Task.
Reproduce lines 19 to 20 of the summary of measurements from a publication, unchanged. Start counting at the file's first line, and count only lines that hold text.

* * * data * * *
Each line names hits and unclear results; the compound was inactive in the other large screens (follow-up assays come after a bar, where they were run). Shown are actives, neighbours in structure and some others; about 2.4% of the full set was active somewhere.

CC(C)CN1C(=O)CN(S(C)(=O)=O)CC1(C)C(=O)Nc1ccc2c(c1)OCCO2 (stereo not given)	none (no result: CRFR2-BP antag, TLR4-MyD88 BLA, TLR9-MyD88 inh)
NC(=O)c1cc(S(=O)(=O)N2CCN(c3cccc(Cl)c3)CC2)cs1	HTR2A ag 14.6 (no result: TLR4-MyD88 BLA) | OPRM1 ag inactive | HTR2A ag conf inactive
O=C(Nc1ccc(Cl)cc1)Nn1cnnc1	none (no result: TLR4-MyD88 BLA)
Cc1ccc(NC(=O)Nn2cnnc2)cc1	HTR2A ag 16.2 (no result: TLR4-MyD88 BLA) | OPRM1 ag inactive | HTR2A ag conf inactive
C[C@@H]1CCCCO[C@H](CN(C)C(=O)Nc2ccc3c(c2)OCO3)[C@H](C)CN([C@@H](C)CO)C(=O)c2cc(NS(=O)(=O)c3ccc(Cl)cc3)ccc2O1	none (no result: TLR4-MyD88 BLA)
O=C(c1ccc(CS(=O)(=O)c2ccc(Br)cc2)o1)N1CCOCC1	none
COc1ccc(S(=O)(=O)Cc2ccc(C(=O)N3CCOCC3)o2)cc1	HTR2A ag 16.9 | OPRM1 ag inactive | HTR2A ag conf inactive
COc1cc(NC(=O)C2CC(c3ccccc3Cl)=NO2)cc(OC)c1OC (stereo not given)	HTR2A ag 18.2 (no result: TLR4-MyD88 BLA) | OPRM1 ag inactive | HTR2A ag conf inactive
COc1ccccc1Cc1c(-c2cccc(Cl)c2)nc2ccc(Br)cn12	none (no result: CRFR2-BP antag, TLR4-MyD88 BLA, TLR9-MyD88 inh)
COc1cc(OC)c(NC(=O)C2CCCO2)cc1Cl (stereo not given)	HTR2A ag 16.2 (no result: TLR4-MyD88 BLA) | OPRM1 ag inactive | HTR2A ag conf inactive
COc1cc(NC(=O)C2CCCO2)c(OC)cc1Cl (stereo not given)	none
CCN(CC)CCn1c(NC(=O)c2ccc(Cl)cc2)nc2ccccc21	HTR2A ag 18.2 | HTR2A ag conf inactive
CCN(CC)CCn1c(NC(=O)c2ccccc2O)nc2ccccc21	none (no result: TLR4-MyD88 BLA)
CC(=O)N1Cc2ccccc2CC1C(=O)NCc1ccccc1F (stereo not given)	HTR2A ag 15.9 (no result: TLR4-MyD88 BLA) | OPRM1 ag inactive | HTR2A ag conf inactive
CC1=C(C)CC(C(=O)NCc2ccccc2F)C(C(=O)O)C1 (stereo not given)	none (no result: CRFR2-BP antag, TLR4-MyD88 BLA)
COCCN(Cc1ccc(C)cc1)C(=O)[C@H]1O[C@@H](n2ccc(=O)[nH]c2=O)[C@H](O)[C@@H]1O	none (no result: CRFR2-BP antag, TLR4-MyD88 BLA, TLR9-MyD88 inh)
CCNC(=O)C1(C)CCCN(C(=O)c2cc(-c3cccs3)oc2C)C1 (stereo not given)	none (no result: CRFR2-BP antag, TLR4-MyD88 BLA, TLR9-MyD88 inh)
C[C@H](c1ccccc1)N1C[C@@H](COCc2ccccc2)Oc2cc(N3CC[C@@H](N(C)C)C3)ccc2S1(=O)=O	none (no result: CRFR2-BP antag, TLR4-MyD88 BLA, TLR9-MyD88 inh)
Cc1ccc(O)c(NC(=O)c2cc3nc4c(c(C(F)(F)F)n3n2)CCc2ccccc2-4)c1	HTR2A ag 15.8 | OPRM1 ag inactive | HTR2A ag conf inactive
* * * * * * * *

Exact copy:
C[C@H](c1ccccc1)N1C[C@@H](COCc2ccccc2)Oc2cc(N3CC[C@@H](N(C)C)C3)ccc2S1(=O)=O	none (no result: CRFR2-BP antag, TLR4-MyD88 BLA, TLR9-MyD88 inh)
Cc1ccc(O)c(NC(=O)c2cc3nc4c(c(C(F)(F)F)n3n2)CCc2ccccc2-4)c1	HTR2A ag 15.8 | OPRM1 ag inactive | HTR2A ag conf inactive